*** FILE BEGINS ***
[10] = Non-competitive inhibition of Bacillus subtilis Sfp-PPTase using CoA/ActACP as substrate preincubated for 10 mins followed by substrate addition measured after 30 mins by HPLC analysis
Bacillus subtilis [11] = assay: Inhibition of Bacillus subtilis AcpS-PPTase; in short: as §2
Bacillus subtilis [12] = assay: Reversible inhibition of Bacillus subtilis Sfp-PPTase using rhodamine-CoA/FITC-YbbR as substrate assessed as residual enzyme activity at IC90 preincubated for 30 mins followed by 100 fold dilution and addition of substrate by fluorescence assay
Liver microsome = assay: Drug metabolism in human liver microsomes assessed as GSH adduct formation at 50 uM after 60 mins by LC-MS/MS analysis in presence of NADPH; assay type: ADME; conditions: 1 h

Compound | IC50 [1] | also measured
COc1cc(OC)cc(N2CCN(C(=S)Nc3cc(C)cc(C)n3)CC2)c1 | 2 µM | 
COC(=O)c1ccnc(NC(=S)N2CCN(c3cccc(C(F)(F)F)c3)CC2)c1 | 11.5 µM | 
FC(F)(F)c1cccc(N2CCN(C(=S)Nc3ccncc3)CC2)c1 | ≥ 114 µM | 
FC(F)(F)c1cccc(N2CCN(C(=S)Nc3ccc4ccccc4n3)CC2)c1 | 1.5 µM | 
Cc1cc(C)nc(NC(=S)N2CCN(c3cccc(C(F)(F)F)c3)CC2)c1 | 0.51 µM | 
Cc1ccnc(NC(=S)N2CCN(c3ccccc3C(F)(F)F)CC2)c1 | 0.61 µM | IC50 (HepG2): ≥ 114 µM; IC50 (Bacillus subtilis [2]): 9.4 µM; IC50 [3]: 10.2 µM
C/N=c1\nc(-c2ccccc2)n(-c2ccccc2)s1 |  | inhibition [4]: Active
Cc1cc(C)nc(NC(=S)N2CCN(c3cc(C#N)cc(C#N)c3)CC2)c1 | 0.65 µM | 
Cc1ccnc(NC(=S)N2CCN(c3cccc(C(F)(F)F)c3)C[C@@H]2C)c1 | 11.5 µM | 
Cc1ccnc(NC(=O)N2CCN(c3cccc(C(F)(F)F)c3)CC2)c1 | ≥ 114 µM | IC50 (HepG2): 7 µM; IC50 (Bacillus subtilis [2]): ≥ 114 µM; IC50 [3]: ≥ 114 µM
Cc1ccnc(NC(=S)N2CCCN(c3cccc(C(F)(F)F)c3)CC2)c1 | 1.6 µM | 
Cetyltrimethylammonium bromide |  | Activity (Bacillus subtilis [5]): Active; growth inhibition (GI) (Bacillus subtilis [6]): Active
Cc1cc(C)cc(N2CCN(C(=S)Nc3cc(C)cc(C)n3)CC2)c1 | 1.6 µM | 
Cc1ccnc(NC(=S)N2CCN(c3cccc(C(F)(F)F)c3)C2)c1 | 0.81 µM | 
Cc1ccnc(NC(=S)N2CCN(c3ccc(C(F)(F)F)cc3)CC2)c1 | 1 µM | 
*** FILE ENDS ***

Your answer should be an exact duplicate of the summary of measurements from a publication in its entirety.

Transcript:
[10] = Non-competitive inhibition of Bacillus subtilis Sfp-PPTase using CoA/ActACP as substrate preincubated for 10 mins followed by substrate addition measured after 30 mins by HPLC analysis
Bacillus subtilis [11] = assay: Inhibition of Bacillus subtilis AcpS-PPTase; in short: as §2
Bacillus subtilis [12] = assay: Reversible inhibition of Bacillus subtilis Sfp-PPTase using rhodamine-CoA/FITC-YbbR as substrate assessed as residual enzyme activity at IC90 preincubated for 30 mins followed by 100 fold dilution and addition of substrate by fluorescence assay
Liver microsome = assay: Drug metabolism in human liver microsomes assessed as GSH adduct formation at 50 uM after 60 mins by LC-MS/MS analysis in presence of NADPH; assay type: ADME; conditions: 1 h

Compound | IC50 [1] | also measured
COc1cc(OC)cc(N2CCN(C(=S)Nc3cc(C)cc(C)n3)CC2)c1 | 2 µM | 
COC(=O)c1ccnc(NC(=S)N2CCN(c3cccc(C(F)(F)F)c3)CC2)c1 | 11.5 µM | 
FC(F)(F)c1cccc(N2CCN(C(=S)Nc3ccncc3)CC2)c1 | ≥ 114 µM | 
FC(F)(F)c1cccc(N2CCN(C(=S)Nc3ccc4ccccc4n3)CC2)c1 | 1.5 µM | 
Cc1cc(C)nc(NC(=S)N2CCN(c3cccc(C(F)(F)F)c3)CC2)c1 | 0.51 µM | 
Cc1ccnc(NC(=S)N2CCN(c3ccccc3C(F)(F)F)CC2)c1 | 0.61 µM | IC50 (HepG2): ≥ 114 µM; IC50 (Bacillus subtilis [2]): 9.4 µM; IC50 [3]: 10.2 µM
C/N=c1\nc(-c2ccccc2)n(-c2ccccc2)s1 |  | inhibition [4]: Active
Cc1cc(C)nc(NC(=S)N2CCN(c3cc(C#N)cc(C#N)c3)CC2)c1 | 0.65 µM | 
Cc1ccnc(NC(=S)N2CCN(c3cccc(C(F)(F)F)c3)C[C@@H]2C)c1 | 11.5 µM | 
Cc1ccnc(NC(=O)N2CCN(c3cccc(C(F)(F)F)c3)CC2)c1 | ≥ 114 µM | IC50 (HepG2): 7 µM; IC50 (Bacillus subtilis [2]): ≥ 114 µM; IC50 [3]: ≥ 114 µM
Cc1ccnc(NC(=S)N2CCCN(c3cccc(C(F)(F)F)c3)CC2)c1 | 1.6 µM | 
Cetyltrimethylammonium bromide |  | Activity (Bacillus subtilis [5]): Active; growth inhibition (GI) (Bacillus subtilis [6]): Active
Cc1cc(C)cc(N2CCN(C(=S)Nc3cc(C)cc(C)n3)CC2)c1 | 1.6 µM | 
Cc1ccnc(NC(=S)N2CCN(c3cccc(C(F)(F)F)c3)C2)c1 | 0.81 µM | 
Cc1ccnc(NC(=S)N2CCN(c3ccc(C(F)(F)F)cc3)CC2)c1 | 1 µM | 